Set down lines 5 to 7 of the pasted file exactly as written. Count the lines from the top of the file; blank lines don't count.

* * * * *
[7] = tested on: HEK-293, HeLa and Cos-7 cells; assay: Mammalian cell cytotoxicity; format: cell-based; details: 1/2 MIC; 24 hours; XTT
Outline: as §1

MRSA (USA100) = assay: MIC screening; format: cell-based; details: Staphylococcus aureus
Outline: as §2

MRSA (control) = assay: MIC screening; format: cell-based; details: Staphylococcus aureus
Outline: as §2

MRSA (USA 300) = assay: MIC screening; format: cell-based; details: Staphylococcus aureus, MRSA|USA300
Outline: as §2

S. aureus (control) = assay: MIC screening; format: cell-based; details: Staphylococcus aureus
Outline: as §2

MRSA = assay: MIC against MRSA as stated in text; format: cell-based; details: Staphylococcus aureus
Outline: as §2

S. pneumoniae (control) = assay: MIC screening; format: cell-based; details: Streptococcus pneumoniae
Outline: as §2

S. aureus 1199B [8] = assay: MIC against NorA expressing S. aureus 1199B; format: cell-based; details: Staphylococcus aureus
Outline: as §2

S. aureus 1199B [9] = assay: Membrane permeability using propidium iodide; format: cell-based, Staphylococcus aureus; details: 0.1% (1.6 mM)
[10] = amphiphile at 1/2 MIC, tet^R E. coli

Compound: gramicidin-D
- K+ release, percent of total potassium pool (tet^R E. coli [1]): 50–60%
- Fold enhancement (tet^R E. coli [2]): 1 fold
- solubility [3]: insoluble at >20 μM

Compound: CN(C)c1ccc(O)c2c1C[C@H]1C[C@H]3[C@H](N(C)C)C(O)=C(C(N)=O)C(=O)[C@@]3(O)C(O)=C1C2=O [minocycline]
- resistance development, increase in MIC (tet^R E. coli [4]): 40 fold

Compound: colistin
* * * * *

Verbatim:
MRSA (control) = assay: MIC screening; format: cell-based; details: Staphylococcus aureus
Outline: as §2

MRSA (USA 300) = assay: MIC screening; format: cell-based; details: Staphylococcus aureus, MRSA|USA300